Let’s look at two ways Maldivian society has changed due to Wahhabi influence; one, visible and superficial, and the other more hidden and deep-rooted.
One of its most obvious effects is on the way people (women in particular) dress. I remember reading somewhere something along the lines of “try to find a pre-2004 picture of Maldivian women wearing buruga (hijab) en masse”. And it’s true; in the past only a few people wore the hijab, most of whom were old. These days, babies have barely finished crowning before a hijab is slapped onto their heads. This would not be the case if it weren’t for years of ideology peddling.
Adopting the hijab is one thing, but the way Maldivians went about it is another. For the better part of a decade, Maldivian women went through a phase of “black-is-the-new-everything”, donning outfits which gave them the oh-so-trendy “sticky” and “smelly” looks (not my words. A Maldivian female said that). Whether black was considered to be a more appropriate colour for women (you know, because Saudis are the repository of all Islamic knowledge) or whether they actually thought it looked good is anyone’s guess. Fortunately, that era is over, but the hijab is here to stay. (Yes, that rant was totally irrelevant.)
Of course, there is nothing inherently wrong with the hijab (most women in Minicoy wear it already); it is the underlying attitudes towards religion, modesty and culture which is important. You can bet that if Maldivian sheikhs and mullahs were given free reign over Minicoy, the place would go from looking like this:
But it may prove a bit difficult for them – Minicoyans may still be very much entrenched in their way of life.
And speaking of underlying attitudes…
The effect of Wahhabism on people’s clothes is very visible, but its effects on their attitudes is less so, particularly when it comes to tolerance, as there would be little opportunity for Wahhabi intolerance to manifest itself into something more concrete. When I say tolerance, I’m talking about people’s willingness to accept different groups of people and their ideas, whether they be religious, political, social or otherwise. In broader terms, I’m referring to open-mindedness.
It’s no secret that Maldivian Wahhabis (like most Wahhabis) are not very open-minded. These are people who believe that democracy is evil; that wifehood and motherhood are the only positions to which women should aspire; that non-Muslims are subhuman; that their own religion should not be examined critically; that the solutions to all of life’s problems can only be found in a 1400 year old book; that there is only one way to correctly interpret their religion; and overall that modernity is blasphemous. But the thing is, it’s not just the Wahhabis who hold these beliefs; some “moderate” people also think the same way, especially when it comes to Jews and Israel.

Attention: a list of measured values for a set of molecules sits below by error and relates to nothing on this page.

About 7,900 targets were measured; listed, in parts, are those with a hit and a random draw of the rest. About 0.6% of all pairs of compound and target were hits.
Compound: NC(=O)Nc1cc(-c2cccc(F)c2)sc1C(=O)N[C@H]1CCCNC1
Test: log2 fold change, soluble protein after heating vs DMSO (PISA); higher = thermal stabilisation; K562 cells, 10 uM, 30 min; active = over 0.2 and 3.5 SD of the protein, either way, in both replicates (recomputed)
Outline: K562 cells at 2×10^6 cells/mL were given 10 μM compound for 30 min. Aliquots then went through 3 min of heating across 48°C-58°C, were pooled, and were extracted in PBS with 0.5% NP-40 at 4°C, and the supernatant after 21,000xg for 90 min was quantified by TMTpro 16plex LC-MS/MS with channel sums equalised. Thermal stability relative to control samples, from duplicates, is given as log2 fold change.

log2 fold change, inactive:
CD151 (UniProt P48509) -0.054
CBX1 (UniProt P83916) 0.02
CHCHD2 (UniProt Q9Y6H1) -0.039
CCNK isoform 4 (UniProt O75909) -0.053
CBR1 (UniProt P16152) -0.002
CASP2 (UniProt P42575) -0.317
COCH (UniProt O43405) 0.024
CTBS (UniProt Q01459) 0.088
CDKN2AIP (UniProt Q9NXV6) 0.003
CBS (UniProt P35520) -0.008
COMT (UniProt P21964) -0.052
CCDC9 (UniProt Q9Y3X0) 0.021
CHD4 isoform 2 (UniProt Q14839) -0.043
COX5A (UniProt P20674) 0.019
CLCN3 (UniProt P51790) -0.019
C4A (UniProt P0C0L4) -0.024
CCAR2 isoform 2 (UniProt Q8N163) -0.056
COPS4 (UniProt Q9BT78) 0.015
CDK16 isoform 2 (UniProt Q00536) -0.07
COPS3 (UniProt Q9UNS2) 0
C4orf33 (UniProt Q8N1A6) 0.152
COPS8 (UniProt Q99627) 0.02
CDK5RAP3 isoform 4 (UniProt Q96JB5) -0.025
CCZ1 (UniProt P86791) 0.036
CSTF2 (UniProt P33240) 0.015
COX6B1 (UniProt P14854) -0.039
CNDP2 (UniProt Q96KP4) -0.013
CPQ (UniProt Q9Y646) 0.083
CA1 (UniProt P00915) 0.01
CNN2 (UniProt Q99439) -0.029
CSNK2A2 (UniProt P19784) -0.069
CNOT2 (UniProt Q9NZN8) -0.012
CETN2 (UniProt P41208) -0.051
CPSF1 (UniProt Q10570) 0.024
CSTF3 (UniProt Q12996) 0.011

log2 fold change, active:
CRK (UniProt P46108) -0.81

So it is possible for a significant proportion of the population to be swayed towards these new beliefs even if very few of them actually become religious zealots. And that would be enough to undermine and degrade the culture of Minicoy as it exists today (keep in mind that Minicoy is a matriarchal, matrilineal society – a complete no-no for Wahhabis).
It may very well be the case that Minicoyans already think that way, which would be disappointing. However, even this wouldn’t justify letting actual fanatics loose in order to reassure them that they are justified in their way of thinking. But like I said before, there would be little opportunity for these attitudes to manifest themselves into something more concrete, due to the homogeneity of the island. You would have to use the church-in-a-textbook litmus test to gauge overall open-mindedness.
There’s no escaping the drugs in Maldives. You would think that such a problem would be relatively easy to manage in such a small country, but then you have to remember that the people who are supposed to be managing the issue (government and police) are in on the whole thing.
Does Minicoy have drugs? Yes. Does it have a drug problem? Probably not. So we don’t want Maldivians going there to meth the place up (see what I did there?). Because it’s not only drugs that they would bring to the place, they would bring the whole culture of drugs to place, which entails gangs, violence and crime. And nobody wants that.
Want to hear a two word horror story? Maldivian politics. I’m not going to list out all the problems with the political system – there are too many. But there is no way we want to bring the innocent people of Minicoy into this mess. And it really is a huge mess, partly because this issue is connected to the drug issue and religion as well.